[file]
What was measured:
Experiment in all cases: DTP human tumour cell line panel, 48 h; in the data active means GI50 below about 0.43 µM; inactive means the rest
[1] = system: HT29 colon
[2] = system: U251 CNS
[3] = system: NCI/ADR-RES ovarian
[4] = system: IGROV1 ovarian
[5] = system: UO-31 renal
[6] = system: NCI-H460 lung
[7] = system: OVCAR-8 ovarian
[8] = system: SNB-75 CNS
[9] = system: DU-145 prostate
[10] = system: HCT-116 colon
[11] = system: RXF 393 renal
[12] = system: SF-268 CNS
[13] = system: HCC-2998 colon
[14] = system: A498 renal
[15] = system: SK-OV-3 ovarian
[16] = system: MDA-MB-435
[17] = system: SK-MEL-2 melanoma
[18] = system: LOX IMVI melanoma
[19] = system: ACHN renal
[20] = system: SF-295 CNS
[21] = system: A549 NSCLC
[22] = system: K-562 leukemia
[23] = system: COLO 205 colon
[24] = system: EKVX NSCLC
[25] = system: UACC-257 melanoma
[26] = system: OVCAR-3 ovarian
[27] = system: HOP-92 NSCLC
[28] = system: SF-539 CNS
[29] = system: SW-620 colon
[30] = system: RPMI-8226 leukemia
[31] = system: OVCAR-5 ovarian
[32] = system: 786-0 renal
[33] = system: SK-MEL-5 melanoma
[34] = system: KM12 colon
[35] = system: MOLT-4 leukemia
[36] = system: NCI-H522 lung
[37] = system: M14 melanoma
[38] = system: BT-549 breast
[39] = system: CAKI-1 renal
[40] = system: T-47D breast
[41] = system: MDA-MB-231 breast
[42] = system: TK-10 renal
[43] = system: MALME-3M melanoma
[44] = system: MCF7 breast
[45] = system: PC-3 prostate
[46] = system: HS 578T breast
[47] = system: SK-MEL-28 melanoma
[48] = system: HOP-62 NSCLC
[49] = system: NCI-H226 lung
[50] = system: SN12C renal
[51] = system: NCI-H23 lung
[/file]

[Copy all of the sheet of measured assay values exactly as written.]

What was measured:
Experiment in all cases: DTP human tumour cell line panel, 48 h; in the data active means GI50 below about 0.43 µM; inactive means the rest
[1] = system: HT29 colon
[2] = system: U251 CNS
[3] = system: NCI/ADR-RES ovarian
[4] = system: IGROV1 ovarian
[5] = system: UO-31 renal
[6] = system: NCI-H460 lung
[7] = system: OVCAR-8 ovarian
[8] = system: SNB-75 CNS
[9] = system: DU-145 prostate
[10] = system: HCT-116 colon
[11] = system: RXF 393 renal
[12] = system: SF-268 CNS
[13] = system: HCC-2998 colon
[14] = system: A498 renal
[15] = system: SK-OV-3 ovarian
[16] = system: MDA-MB-435
[17] = system: SK-MEL-2 melanoma
[18] = system: LOX IMVI melanoma
[19] = system: ACHN renal
[20] = system: SF-295 CNS
[21] = system: A549 NSCLC
[22] = system: K-562 leukemia
[23] = system: COLO 205 colon
[24] = system: EKVX NSCLC
[25] = system: UACC-257 melanoma
[26] = system: OVCAR-3 ovarian
[27] = system: HOP-92 NSCLC
[28] = system: SF-539 CNS
[29] = system: SW-620 colon
[30] = system: RPMI-8226 leukemia
[31] = system: OVCAR-5 ovarian
[32] = system: 786-0 renal
[33] = system: SK-MEL-5 melanoma
[34] = system: KM12 colon
[35] = system: MOLT-4 leukemia
[36] = system: NCI-H522 lung
[37] = system: M14 melanoma
[38] = system: BT-549 breast
[39] = system: CAKI-1 renal
[40] = system: T-47D breast
[41] = system: MDA-MB-231 breast
[42] = system: TK-10 renal
[43] = system: MALME-3M melanoma
[44] = system: MCF7 breast
[45] = system: PC-3 prostate
[46] = system: HS 578T breast
[47] = system: SK-MEL-28 melanoma
[48] = system: HOP-62 NSCLC
[49] = system: NCI-H226 lung
[50] = system: SN12C renal
[51] = system: NCI-H23 lung